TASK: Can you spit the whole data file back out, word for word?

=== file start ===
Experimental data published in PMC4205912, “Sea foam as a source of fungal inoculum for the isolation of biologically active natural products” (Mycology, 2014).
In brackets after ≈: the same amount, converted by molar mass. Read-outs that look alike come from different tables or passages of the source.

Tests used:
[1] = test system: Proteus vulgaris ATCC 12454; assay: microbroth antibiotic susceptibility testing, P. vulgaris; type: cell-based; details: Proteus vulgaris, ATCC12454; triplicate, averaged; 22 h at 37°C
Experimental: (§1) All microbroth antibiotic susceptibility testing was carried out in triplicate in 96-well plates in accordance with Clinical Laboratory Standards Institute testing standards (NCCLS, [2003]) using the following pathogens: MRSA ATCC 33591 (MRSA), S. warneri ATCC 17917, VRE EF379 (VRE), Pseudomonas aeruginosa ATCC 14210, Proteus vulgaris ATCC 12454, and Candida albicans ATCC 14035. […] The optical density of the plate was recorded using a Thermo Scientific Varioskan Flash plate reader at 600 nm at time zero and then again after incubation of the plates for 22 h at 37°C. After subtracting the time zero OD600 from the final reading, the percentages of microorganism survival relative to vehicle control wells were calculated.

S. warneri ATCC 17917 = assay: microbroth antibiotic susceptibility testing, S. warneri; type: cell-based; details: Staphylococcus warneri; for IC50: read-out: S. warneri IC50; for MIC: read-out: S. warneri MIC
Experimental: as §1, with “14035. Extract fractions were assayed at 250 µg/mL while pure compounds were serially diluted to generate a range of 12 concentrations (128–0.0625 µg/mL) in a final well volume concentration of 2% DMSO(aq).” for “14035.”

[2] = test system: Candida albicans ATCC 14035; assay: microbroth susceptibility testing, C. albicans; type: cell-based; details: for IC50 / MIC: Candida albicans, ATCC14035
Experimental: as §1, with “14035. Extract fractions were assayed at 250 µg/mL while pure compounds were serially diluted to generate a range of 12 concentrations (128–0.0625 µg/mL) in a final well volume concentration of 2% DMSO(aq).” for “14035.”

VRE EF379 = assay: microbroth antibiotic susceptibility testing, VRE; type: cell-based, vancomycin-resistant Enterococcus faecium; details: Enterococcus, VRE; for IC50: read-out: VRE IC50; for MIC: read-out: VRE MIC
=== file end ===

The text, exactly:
Experimental data published in PMC4205912, “Sea foam as a source of fungal inoculum for the isolation of biologically active natural products” (Mycology, 2014).
In brackets after ≈: the same amount, converted by molar mass. Read-outs that look alike come from different tables or passages of the source.

Tests used:
[1] = test system: Proteus vulgaris ATCC 12454; assay: microbroth antibiotic susceptibility testing, P. vulgaris; type: cell-based; details: Proteus vulgaris, ATCC12454; triplicate, averaged; 22 h at 37°C
Experimental: (§1) All microbroth antibiotic susceptibility testing was carried out in triplicate in 96-well plates in accordance with Clinical Laboratory Standards Institute testing standards (NCCLS, [2003]) using the following pathogens: MRSA ATCC 33591 (MRSA), S. warneri ATCC 17917, VRE EF379 (VRE), Pseudomonas aeruginosa ATCC 14210, Proteus vulgaris ATCC 12454, and Candida albicans ATCC 14035. […] The optical density of the plate was recorded using a Thermo Scientific Varioskan Flash plate reader at 600 nm at time zero and then again after incubation of the plates for 22 h at 37°C. After subtracting the time zero OD600 from the final reading, the percentages of microorganism survival relative to vehicle control wells were calculated.

S. warneri ATCC 17917 = assay: microbroth antibiotic susceptibility testing, S. warneri; type: cell-based; details: Staphylococcus warneri; for IC50: read-out: S. warneri IC50; for MIC: read-out: S. warneri MIC
Experimental: as §1, with “14035. Extract fractions were assayed at 250 µg/mL while pure compounds were serially diluted to generate a range of 12 concentrations (128–0.0625 µg/mL) in a final well volume concentration of 2% DMSO(aq).” for “14035.”

[2] = test system: Candida albicans ATCC 14035; assay: microbroth susceptibility testing, C. albicans; type: cell-based; details: for IC50 / MIC: Candida albicans, ATCC14035
Experimental: as §1, with “14035. Extract fractions were assayed at 250 µg/mL while pure compounds were serially diluted to generate a range of 12 concentrations (128–0.0625 µg/mL) in a final well volume concentration of 2% DMSO(aq).” for “14035.”

VRE EF379 = assay: microbroth antibiotic susceptibility testing, VRE; type: cell-based, vancomycin-resistant Enterococcus faecium; details: Enterococcus, VRE; for IC50: read-out: VRE IC50; for MIC: read-out: VRE MIC